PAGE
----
Spoiler alert: It’ll be months before we know how Rep. Justin Amash’s long-shot presidential bid may influence the outcome of the 2020 White House race, but it’s already clear that his congressional seat is not as vulnerable for the GOP.
Ratings change alert: Speaking of Amash, Nathan’s Inside Elections shifted the rating for the race to succeed him in Michigan’s 3rd District.
Pandemic at the Polls: Maryland and Ohio held the first almost exclusively mail-in elections of the coronavirus pandemic this week. The special election in Maryland’s Democratic-leaning 7th District went smoothly, with only a few hundred people showing up to cast in-person ballots and election officials reporting few problems. Voters sent former Democratic Rep. Kweisi Mfume back to his old House seat after a two-decade hiatus. Ohio voters encountered more hiccups in the statewide primary, which was beset by postal delays. But in the end, Beatty beat back her primary challenge, and in the Cincinnati-area 1st District, health care advocate and cancer survivor Kate Schroder won the Democratic nomination to challenge Rep. Steve Chabot, one of the few potentially vulnerable GOP incumbents in the state.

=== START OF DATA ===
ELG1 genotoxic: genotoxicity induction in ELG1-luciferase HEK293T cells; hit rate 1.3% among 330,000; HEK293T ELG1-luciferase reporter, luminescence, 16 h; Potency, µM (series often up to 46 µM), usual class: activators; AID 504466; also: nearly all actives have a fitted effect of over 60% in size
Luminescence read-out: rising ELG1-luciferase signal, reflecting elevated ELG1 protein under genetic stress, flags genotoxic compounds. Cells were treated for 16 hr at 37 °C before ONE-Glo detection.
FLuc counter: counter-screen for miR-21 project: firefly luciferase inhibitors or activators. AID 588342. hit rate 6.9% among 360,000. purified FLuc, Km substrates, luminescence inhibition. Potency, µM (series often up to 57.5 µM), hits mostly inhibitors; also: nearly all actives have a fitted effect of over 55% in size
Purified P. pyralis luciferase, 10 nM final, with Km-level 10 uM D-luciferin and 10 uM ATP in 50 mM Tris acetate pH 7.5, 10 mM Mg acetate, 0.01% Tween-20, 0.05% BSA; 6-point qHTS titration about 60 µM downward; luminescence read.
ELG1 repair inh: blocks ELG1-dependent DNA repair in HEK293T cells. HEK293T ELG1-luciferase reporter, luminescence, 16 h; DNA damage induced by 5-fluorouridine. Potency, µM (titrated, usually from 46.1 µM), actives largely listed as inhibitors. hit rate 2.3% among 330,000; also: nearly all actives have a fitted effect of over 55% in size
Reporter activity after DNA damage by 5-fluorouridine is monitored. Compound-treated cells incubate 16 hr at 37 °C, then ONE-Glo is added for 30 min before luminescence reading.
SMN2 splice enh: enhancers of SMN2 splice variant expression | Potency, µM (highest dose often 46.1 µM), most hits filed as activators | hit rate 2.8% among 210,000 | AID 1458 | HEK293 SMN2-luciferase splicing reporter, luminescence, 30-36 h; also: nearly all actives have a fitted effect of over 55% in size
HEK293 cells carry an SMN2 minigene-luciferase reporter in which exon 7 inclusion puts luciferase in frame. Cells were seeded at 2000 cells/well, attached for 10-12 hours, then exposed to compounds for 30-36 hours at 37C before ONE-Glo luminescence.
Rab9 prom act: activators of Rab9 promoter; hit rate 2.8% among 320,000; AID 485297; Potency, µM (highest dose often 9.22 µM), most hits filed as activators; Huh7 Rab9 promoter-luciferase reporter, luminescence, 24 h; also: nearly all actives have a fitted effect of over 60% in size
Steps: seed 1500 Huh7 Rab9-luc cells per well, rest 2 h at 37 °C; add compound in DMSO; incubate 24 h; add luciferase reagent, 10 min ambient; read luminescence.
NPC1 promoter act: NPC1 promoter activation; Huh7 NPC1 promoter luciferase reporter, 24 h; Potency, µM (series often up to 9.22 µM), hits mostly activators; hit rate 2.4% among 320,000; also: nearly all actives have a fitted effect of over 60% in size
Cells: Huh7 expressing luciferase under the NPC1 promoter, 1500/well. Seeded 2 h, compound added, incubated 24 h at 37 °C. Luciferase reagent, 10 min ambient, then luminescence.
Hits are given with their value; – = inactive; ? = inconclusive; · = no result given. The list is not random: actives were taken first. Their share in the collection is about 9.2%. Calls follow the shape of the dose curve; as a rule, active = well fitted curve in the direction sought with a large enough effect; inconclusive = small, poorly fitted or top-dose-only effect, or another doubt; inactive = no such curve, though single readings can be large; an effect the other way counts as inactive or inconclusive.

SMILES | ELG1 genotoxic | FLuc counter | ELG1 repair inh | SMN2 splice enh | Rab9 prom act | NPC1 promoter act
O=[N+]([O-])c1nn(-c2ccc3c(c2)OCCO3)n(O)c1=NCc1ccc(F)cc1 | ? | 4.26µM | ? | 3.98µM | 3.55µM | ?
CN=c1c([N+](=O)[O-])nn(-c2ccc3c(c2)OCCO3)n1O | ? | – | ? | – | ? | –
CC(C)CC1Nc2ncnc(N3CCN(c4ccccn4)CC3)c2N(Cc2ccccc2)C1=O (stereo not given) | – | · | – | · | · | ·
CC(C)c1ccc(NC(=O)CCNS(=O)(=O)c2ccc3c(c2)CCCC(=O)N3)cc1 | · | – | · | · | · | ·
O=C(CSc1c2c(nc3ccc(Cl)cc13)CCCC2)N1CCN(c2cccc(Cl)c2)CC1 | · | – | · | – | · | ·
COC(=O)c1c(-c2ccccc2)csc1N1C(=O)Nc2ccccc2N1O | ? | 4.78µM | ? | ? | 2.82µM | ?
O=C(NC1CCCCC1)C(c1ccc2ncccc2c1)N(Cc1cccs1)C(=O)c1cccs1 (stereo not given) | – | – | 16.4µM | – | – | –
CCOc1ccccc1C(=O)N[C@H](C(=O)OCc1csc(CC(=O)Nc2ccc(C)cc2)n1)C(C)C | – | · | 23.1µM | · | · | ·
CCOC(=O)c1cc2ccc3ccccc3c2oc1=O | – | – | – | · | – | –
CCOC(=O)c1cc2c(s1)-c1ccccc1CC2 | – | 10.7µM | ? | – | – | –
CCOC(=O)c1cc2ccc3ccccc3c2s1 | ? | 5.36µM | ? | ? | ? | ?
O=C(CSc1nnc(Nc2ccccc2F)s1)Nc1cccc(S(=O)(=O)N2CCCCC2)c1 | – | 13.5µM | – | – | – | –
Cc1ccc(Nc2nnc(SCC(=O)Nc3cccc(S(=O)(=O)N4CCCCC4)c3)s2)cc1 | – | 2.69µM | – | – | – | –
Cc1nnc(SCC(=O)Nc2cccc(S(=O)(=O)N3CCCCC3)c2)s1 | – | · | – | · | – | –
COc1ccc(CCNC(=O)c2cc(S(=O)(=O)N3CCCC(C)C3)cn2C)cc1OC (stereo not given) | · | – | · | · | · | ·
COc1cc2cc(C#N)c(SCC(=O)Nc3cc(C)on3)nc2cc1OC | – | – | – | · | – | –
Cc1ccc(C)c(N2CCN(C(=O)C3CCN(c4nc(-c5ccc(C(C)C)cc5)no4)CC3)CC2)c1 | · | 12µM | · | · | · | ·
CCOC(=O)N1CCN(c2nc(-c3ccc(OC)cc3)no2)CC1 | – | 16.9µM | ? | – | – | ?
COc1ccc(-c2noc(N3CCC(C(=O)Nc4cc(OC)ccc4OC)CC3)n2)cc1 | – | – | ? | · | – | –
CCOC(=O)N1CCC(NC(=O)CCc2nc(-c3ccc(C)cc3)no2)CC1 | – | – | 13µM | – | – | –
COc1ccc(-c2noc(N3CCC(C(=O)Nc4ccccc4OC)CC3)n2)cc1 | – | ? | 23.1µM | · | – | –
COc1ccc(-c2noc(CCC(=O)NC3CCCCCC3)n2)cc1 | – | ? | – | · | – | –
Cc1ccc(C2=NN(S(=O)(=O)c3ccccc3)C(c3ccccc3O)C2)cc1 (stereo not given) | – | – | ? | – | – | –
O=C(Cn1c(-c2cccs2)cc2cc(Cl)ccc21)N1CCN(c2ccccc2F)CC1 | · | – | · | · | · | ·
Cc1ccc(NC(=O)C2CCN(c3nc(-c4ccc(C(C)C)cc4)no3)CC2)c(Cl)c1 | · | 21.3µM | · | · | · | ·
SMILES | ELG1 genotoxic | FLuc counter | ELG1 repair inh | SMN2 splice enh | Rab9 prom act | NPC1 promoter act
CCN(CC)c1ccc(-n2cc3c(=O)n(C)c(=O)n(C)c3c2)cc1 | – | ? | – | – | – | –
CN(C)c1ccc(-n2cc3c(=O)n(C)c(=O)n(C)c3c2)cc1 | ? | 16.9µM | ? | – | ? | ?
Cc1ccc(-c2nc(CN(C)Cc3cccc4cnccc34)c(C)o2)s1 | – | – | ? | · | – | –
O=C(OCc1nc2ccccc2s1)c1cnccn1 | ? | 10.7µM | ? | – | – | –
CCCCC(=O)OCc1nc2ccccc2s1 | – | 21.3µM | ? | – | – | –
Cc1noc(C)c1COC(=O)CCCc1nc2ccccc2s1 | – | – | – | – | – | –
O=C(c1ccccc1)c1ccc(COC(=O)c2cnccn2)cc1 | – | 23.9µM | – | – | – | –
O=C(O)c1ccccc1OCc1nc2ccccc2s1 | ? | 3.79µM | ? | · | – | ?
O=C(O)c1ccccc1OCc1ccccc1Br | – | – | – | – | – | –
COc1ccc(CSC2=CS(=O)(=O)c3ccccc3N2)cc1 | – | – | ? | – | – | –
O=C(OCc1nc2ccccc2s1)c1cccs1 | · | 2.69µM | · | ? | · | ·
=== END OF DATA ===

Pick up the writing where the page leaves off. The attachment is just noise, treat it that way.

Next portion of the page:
Give it time: Stu Rothenberg analyzes the premise that President Donald Trump has a secret stash of voters, since his overall approval rating is a bit higher than his share of the vote in a head-to-head matchups with Joe Biden. He didn’t seem convinced.
When’s the vote?: Now you can keep track of updated congressional primary dates on the coronavirus response portal created by our colleagues at FiscalNote.